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Alle’s Big Mystery Pick for Hugo House’s Winter Classes: “Being Funny” with Michael Shilling.

Michael Shilling is an excellent teacher. He is committed, he is organized. He offers lots of engaging homework that if you don’t do, oh well. He just wants you to keep coming to class.

Shilling: Funny Guy

After taking his Screenwriting 101, here are my thoughts about his teaching:

  1. Michael has great taste in material; in this case, movies—except for Hot Tub Time Machine.
  2. Michael responds to feedback from his students. He did not make us watch Hot Tub Time Machine.
  3. Michael is outstanding at maintaining classroom balance. He is the best teacher I have ever had curbing the—how to say?—overenthusiastic participants such as (a-hem) while drawing out the more hesitant.
  4. Michael is funny. Funny funny funny. If anyone can teach you how to be funny, Michael can.

I am not laughing that, at this point in my life, I do not have the headspace for a multi-week class. I hope Hugo House will soon offer Michael teaching Writing Funny Screenplays.

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Alle’s Poetry Picks for Winter Classes at Richard Hugo House

call the poetI know nothing about poetry, so don’t ask me. Since you didn’t ask …

Ed Skoog is offering Intro to Poetry Writing. With poetically-appropriate complexity, his class description states, “Previous experience with poetry isn’t required, although all levels are welcome.”

Ooooooooo. I met with Ed (for a fiction piece) during his term as Hugo House Writer in Residence. Of the numerous gems he dropped my way, he said, “Fiction happens in the paragraph.” He encouraged me to reconsider how I approach line breaks. And he was right—my graphs began to happen. I bet he could happen-up your poetry.

Snow Falling on David Guterson is teaching something whose description has something to do with poetry. Poets out there, a little help?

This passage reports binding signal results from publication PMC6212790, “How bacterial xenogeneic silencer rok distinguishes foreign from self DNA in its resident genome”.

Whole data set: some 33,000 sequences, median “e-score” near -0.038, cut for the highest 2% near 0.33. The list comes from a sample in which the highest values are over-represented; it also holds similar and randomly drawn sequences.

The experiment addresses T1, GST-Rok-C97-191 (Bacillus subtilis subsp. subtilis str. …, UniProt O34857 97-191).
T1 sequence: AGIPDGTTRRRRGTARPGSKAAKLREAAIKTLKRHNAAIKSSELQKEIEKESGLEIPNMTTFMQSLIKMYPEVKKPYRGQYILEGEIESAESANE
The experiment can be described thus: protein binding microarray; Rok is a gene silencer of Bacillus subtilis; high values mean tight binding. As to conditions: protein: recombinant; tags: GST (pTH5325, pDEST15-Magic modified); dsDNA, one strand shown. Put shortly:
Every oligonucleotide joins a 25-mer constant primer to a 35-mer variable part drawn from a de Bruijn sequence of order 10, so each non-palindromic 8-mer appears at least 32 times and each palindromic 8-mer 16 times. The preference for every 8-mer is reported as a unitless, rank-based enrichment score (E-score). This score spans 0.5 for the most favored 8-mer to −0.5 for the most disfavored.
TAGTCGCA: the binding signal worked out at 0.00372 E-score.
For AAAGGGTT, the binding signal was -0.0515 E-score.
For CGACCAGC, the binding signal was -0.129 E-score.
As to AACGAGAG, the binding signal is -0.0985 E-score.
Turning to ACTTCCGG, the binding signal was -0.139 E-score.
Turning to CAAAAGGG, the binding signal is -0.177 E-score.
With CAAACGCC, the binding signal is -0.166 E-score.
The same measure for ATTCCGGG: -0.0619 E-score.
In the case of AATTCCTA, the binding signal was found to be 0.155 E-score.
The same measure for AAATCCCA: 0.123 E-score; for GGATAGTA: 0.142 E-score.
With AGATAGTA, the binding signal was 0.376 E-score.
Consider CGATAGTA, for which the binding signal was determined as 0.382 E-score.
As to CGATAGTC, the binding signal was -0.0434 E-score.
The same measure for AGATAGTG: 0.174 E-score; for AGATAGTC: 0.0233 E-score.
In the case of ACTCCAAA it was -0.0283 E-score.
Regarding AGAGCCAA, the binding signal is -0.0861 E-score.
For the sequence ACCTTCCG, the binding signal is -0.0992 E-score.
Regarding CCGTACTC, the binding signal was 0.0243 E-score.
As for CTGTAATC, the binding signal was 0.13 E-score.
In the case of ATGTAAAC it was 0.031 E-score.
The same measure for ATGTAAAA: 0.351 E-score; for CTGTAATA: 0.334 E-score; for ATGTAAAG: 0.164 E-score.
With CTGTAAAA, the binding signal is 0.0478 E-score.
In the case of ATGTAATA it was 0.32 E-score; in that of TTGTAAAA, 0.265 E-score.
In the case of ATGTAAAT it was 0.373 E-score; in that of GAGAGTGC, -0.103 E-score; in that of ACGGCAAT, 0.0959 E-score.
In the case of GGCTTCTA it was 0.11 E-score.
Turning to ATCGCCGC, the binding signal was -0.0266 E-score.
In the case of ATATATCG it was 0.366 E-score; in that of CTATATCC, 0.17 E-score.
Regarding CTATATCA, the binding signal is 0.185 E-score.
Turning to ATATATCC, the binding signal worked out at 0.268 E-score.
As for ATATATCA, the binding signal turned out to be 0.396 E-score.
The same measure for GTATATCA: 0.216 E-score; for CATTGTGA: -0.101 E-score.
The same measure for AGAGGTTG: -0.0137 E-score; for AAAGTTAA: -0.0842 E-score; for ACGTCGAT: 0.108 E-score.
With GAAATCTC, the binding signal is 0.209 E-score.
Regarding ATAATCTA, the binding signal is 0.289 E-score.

• Fiction picks here. Non-fiction here.
  • Check back tomorrow for the announcement of The Final Pick: The Mystery Category. And …
  • a poetry-oriented prize-ish thingy involving money. Gobs and gobs of it. A hint.
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Alle’s Fiction picks for Winter Classes at Richard Hugo House

fiction 1Despite my dedication to getting right that essay I’ve been working on for ten years, I am seduced by the number of outstanding fiction offerings in the Hugo House catalog. Here’s what I’d take, had I endless professional development dollars:

  • Ryan Boudinot’s ten-week Master Class in Short Fiction. He is also offering a class called Magical Grab Bag of Mind-Blowing, Writerly Surprises—the name of which tells you all you need to know about the tsunami that is Ryan Boudinot. Last year, I reviewed his astounding novel, Blueprint’s of the Afterlife. So I know everything.
  • Except for what I don’t about {Manuscript + Marketing} = Published. Luckily, Waverly Fitzgerald has me covered. I’ve taken from and taught with Waverly. She gets it—pitches, cover letters; all the angles on self-publishing, as well as self-publishing in context of traditional publishing. If you completed NaNoWriMo, or if you have a novel that you are ready to shop around, Waverly Fitzgerald’s NaNoWriMo! Now What? is essential.